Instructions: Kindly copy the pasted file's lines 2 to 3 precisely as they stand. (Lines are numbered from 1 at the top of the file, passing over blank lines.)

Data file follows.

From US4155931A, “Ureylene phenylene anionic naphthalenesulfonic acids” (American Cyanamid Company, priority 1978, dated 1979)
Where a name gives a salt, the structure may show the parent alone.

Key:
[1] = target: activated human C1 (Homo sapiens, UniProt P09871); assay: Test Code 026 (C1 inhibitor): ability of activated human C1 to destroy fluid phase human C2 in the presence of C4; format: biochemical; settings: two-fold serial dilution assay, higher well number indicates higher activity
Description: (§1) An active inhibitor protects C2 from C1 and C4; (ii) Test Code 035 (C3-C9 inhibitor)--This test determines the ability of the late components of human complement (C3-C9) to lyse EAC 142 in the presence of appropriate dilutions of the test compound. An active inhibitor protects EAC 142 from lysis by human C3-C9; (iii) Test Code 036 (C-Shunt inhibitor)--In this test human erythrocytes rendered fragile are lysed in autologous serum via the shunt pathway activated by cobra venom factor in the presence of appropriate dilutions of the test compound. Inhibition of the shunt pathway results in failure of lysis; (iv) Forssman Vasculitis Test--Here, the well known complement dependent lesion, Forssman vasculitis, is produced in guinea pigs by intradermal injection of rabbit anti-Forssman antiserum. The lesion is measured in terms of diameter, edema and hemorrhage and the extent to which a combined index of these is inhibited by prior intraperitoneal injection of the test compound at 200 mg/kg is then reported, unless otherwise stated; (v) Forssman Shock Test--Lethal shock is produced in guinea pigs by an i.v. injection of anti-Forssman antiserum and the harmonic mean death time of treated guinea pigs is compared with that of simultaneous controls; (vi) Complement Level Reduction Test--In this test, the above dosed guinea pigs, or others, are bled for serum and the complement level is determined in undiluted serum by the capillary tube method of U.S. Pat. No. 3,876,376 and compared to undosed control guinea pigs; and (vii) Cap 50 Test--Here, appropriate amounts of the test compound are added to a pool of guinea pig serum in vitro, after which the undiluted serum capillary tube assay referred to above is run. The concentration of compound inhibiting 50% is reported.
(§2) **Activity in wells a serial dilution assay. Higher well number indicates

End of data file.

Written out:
Where a name gives a salt, the structure may show the parent alone.

Key: